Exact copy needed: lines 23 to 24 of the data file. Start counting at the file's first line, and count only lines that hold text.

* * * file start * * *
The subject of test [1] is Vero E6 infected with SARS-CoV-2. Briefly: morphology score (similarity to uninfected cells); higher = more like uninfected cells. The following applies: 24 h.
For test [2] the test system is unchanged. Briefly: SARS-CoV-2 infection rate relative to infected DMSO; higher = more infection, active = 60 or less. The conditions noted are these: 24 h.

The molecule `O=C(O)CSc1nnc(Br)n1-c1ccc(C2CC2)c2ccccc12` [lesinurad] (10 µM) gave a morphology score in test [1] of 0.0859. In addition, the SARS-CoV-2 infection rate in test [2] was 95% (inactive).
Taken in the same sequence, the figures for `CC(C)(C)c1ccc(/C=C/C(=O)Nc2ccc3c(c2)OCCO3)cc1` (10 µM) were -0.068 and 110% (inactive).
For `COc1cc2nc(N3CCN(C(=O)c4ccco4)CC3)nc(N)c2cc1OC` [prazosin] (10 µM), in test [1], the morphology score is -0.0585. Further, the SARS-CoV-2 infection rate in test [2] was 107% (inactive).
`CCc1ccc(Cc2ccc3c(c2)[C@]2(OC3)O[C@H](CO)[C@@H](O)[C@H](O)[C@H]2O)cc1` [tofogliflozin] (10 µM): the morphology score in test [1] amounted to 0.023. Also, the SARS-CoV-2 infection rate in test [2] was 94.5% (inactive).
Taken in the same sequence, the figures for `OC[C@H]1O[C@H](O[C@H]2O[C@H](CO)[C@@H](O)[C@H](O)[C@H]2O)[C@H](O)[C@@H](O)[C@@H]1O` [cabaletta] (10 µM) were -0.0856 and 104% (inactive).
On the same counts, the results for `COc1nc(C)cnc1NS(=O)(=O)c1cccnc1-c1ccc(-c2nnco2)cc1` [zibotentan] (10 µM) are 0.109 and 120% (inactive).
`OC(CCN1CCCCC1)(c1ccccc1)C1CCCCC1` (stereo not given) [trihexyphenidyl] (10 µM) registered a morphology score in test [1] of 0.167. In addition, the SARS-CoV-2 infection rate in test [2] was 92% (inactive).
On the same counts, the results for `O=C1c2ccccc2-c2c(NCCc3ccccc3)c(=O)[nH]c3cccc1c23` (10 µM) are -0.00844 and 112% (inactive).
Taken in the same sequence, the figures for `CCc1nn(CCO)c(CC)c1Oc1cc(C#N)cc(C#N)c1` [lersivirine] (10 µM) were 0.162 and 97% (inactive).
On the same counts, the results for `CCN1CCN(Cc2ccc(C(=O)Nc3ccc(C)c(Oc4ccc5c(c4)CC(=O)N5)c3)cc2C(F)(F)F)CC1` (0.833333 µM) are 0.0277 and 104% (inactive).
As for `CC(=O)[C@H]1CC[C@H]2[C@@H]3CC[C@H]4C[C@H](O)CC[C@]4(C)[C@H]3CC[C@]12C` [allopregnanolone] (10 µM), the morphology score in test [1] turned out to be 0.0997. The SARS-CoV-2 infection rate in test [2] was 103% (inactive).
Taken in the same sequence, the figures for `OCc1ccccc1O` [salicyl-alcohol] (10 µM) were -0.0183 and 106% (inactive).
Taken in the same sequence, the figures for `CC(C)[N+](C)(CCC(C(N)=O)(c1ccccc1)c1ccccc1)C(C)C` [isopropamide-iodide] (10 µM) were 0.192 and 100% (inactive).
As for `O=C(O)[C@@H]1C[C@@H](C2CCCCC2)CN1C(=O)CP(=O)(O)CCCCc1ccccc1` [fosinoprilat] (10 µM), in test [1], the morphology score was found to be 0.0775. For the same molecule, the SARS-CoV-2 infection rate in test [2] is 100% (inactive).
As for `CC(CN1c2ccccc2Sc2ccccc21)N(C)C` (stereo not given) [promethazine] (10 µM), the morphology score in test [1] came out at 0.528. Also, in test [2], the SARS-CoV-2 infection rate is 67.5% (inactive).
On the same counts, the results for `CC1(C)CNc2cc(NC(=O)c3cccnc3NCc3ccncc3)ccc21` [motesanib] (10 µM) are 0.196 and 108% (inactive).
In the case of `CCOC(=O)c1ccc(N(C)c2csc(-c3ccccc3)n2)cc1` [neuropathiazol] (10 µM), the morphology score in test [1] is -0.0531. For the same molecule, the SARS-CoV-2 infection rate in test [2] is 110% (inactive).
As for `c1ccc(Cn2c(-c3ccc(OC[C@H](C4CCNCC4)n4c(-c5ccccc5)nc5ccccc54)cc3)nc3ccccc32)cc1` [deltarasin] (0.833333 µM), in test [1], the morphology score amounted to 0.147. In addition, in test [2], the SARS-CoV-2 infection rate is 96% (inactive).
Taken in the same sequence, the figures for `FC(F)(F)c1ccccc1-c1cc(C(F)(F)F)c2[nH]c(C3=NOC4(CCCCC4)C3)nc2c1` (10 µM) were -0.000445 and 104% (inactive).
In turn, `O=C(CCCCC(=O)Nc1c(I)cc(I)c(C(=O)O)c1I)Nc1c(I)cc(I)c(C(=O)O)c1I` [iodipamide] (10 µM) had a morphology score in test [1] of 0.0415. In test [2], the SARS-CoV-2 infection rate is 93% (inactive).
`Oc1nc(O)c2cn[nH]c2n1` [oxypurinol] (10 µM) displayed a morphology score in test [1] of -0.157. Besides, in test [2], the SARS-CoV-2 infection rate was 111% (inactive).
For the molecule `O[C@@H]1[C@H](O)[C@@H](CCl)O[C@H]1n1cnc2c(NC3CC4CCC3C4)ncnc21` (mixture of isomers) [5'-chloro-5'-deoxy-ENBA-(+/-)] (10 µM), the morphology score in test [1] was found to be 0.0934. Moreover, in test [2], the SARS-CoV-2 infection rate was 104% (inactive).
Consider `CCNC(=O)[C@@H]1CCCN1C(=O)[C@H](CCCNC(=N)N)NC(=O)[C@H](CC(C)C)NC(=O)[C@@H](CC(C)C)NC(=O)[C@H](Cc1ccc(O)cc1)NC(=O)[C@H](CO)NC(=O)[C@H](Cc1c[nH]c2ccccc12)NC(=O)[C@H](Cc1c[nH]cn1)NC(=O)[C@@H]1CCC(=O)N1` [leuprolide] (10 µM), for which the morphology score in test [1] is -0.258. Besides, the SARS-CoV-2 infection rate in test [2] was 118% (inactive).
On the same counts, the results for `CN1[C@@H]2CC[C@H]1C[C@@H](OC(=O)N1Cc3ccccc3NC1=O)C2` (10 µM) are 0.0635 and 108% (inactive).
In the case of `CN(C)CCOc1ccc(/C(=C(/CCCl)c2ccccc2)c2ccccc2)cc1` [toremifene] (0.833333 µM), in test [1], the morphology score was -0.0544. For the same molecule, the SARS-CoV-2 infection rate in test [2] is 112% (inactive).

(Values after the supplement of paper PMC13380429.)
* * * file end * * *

`Oc1nc(O)c2cn[nH]c2n1` [oxypurinol] (10 µM) displayed a morphology score in test [1] of -0.157. Besides, in test [2], the SARS-CoV-2 infection rate was 111% (inactive).
For the molecule `O[C@@H]1[C@H](O)[C@@H](CCl)O[C@H]1n1cnc2c(NC3CC4CCC3C4)ncnc21` (mixture of isomers) [5'-chloro-5'-deoxy-ENBA-(+/-)] (10 µM), the morphology score in test [1] was found to be 0.0934. Moreover, in test [2], the SARS-CoV-2 infection rate was 104% (inactive).